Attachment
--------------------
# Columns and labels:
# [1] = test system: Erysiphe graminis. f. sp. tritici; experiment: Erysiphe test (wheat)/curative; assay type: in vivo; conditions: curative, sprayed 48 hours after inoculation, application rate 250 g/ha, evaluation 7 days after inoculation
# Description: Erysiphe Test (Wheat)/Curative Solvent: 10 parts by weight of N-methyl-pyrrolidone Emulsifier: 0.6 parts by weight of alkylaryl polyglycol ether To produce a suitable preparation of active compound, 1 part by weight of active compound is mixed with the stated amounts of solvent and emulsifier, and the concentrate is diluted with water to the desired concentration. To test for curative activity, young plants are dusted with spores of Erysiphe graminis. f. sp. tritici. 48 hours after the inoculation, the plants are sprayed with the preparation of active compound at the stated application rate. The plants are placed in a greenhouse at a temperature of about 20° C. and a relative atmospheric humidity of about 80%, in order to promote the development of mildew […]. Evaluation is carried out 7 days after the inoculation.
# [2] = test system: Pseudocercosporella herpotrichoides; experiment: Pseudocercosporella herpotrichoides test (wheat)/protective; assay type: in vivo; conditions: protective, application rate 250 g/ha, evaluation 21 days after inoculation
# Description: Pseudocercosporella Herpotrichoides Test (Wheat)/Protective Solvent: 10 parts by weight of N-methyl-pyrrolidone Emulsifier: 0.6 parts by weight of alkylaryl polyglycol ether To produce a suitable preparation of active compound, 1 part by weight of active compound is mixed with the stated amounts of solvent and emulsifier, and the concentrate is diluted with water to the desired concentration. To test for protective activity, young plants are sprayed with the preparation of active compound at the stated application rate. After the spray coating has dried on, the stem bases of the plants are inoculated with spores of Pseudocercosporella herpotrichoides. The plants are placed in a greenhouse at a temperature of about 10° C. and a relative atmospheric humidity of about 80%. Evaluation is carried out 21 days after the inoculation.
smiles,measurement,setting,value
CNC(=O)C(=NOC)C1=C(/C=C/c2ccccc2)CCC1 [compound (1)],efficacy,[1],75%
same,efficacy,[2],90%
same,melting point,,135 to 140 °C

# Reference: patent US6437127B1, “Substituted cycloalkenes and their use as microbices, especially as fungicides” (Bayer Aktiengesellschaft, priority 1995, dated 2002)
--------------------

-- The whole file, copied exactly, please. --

# Columns and labels:
# [1] = test system: Erysiphe graminis. f. sp. tritici; experiment: Erysiphe test (wheat)/curative; assay type: in vivo; conditions: curative, sprayed 48 hours after inoculation, application rate 250 g/ha, evaluation 7 days after inoculation
# Description: Erysiphe Test (Wheat)/Curative Solvent: 10 parts by weight of N-methyl-pyrrolidone Emulsifier: 0.6 parts by weight of alkylaryl polyglycol ether To produce a suitable preparation of active compound, 1 part by weight of active compound is mixed with the stated amounts of solvent and emulsifier, and the concentrate is diluted with water to the desired concentration. To test for curative activity, young plants are dusted with spores of Erysiphe graminis. f. sp. tritici. 48 hours after the inoculation, the plants are sprayed with the preparation of active compound at the stated application rate. The plants are placed in a greenhouse at a temperature of about 20° C. and a relative atmospheric humidity of about 80%, in order to promote the development of mildew […]. Evaluation is carried out 7 days after the inoculation.
# [2] = test system: Pseudocercosporella herpotrichoides; experiment: Pseudocercosporella herpotrichoides test (wheat)/protective; assay type: in vivo; conditions: protective, application rate 250 g/ha, evaluation 21 days after inoculation
# Description: Pseudocercosporella Herpotrichoides Test (Wheat)/Protective Solvent: 10 parts by weight of N-methyl-pyrrolidone Emulsifier: 0.6 parts by weight of alkylaryl polyglycol ether To produce a suitable preparation of active compound, 1 part by weight of active compound is mixed with the stated amounts of solvent and emulsifier, and the concentrate is diluted with water to the desired concentration. To test for protective activity, young plants are sprayed with the preparation of active compound at the stated application rate. After the spray coating has dried on, the stem bases of the plants are inoculated with spores of Pseudocercosporella herpotrichoides. The plants are placed in a greenhouse at a temperature of about 10° C. and a relative atmospheric humidity of about 80%. Evaluation is carried out 21 days after the inoculation.
smiles,measurement,setting,value
CNC(=O)C(=NOC)C1=C(/C=C/c2ccccc2)CCC1 [compound (1)],efficacy,[1],75%
same,efficacy,[2],90%
same,melting point,,135 to 140 °C

# Reference: patent US6437127B1, “Substituted cycloalkenes and their use as microbices, especially as fungicides” (Bayer Aktiengesellschaft, priority 1995, dated 2002)